Both plaintiffs-appellants and defendants-appellees moved for summary judgment and submitted the same affidavit of the Director of the Central Records Division of the Metropolitan Police Department describing the practice of that Department with respect to the dissemination of arrest records to the FBI. The Director averred that the Metropolitan Police Department "routinely" forwarded to the FBI the arrest records of all adults who are "charged with a felony or violation of laws against the United States" or "who because of the type of offense committed and/or records of arrest are likely to be wanted by other local or federal law enforcement agencies" or who are arrested for "participating in mass demonstrations," as well as the arrest records of all juveniles "16 years or older who have been charged with a felony." 6 He also reported that as of October 1971, "all appropriate records forwarded to the FBI are subsequently supplemented with entries that reflect Court disposition." The parties amplified on this affidavit by stipulating that the fingerprint cards of these arrestees are sent to the FBI "within several days of the arrest and generally before trial," as are the arrest records of "most misdemeanants, excepting traffic violat(ors), charged with violations of the D.C.Code and arrested by the Metropolitan Police." 7 It was also stipulated that the arrest records of appellants Leon M. and Bolling had already been submitted to the FBI, that the records of appellants Utz and Boyd would have been routinely sent to the FBI but for an agreement between counsel not to do so pending the outcome of this case, and that although the FBI will return these records to the Metropolitan Police Department at the latter's request, the FBI will continue to keep and disseminate all records, regardless of court disposition, unless such a return of the records is requested by the Metropolitan Police. 8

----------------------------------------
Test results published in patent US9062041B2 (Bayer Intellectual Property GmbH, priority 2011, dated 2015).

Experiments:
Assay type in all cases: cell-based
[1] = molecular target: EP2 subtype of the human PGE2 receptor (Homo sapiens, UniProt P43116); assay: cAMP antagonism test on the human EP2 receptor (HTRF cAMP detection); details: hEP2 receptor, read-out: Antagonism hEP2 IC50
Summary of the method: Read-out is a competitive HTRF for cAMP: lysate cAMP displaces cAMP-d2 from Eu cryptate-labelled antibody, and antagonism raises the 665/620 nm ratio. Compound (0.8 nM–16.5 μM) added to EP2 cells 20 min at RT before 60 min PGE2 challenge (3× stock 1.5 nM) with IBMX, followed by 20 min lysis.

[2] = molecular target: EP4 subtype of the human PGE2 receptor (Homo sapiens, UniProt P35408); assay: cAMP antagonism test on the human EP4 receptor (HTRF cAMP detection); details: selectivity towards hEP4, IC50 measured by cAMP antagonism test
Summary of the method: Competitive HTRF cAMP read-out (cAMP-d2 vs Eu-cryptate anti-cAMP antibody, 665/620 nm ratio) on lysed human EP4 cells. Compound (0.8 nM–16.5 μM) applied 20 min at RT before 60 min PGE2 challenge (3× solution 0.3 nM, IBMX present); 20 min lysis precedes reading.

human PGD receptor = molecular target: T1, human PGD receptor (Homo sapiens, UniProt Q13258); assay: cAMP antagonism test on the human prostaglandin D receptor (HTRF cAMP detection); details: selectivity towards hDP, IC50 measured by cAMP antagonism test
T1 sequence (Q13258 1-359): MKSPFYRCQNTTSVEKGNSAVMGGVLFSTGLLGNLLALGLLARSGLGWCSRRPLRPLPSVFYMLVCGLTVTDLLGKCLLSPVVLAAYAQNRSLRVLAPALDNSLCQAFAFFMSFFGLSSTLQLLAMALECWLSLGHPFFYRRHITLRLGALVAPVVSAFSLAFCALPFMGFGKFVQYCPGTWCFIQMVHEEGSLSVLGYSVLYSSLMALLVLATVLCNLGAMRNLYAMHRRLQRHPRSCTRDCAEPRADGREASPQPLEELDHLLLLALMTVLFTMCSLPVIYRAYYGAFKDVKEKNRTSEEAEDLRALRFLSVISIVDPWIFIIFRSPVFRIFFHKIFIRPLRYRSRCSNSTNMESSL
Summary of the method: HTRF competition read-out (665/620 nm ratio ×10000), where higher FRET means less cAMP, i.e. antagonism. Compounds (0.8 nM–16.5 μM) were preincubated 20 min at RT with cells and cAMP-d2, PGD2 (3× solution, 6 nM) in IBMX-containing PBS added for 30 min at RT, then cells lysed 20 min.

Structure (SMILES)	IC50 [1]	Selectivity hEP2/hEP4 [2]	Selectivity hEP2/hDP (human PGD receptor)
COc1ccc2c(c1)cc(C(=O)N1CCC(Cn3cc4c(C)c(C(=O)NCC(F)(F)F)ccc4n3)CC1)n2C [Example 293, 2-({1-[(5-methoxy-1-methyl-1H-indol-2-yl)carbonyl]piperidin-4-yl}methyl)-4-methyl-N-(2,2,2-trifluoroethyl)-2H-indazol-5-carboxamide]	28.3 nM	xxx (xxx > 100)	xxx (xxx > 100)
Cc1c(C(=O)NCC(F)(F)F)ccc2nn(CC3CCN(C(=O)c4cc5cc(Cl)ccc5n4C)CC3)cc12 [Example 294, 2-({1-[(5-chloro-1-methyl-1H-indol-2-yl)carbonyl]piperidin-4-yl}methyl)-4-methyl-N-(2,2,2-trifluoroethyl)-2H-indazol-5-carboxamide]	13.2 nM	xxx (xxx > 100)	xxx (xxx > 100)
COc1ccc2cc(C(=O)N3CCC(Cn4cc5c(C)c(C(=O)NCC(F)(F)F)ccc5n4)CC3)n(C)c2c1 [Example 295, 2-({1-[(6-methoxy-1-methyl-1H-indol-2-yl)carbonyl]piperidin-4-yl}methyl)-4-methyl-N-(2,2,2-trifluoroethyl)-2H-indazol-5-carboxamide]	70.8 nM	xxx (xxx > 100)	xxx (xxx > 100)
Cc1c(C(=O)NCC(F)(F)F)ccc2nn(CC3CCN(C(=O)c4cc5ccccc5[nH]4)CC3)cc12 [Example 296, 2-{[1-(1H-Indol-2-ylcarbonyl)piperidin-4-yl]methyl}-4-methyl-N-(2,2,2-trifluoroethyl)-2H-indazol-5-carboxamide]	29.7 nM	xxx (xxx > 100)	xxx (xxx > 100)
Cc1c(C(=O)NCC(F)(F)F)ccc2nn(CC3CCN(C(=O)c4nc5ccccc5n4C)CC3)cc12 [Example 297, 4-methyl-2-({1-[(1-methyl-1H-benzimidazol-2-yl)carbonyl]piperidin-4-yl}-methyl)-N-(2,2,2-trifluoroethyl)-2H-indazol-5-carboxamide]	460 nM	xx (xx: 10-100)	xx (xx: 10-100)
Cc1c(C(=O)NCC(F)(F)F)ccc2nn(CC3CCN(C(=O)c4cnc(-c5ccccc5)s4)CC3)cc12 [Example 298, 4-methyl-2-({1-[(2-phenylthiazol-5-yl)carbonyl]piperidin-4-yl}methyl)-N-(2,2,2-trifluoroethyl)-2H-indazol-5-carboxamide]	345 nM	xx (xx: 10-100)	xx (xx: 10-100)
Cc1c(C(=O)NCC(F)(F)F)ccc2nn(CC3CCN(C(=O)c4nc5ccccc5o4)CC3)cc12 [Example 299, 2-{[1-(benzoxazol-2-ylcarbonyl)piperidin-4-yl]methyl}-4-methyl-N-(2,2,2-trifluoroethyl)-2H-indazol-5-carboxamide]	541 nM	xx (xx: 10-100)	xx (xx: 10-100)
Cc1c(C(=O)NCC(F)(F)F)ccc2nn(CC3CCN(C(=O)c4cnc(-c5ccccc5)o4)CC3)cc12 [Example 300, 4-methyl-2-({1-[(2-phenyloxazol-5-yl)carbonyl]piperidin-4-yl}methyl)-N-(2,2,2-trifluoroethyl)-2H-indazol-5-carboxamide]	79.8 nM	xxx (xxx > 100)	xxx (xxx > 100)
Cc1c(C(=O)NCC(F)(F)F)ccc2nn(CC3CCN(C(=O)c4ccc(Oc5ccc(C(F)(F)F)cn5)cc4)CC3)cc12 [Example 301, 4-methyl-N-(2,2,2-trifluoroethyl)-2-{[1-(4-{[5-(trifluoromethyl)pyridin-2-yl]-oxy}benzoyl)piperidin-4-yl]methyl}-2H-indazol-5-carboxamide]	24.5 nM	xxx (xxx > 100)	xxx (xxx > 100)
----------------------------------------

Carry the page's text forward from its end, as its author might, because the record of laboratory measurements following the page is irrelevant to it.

With the case in this posture District Judge Gesell granted appellees' motion for summary judgment, reasoning in an oral opinion that appellants' constitutional arguments lacked "substantiality"

Page 472

and that the "Duncan Ordinance" was inapplicable to the relationship between the Chief of Police and the FBI. 9

Page 474

II

In framing the constitutional question which appellants present, it is important to state with specificity what is and what is not involved in this case. First, appellants do not seek expungement of the arrest records maintained by the Metropolitan Police Department. 10

Page 475

Since they do not contend that their arrests were constitutionally invalid, they admit that the mere maintenance of a record of that fact does not violate their right to due process or allow the Police Department to retain the tainted product of a Fourth Amendment violation. 11 Indeed, appellants recognize that there are situations in which the fact of prior arrests even those which did not culminate in a conviction may be legitimately employed in the criminal justice process, whether by police investigators, judicial officers, or probation or other law enforcement officials. In such situations, there are substantial procedural safeguards and significant judicial oversight which may check any potentially improper use of the information.

Second, appellants do not challenge the constitutional propriety of disseminating particular arrest records to the FBI when there is a specific law enforcement need for those data. 12 They recognize that the constitutional interests of privacy and due process which they assert must be protected may nevertheless be balanced against legitimate and weighty state interests, and that there will likely be situations in which the latter will override an individual's interest in preventing dissemination.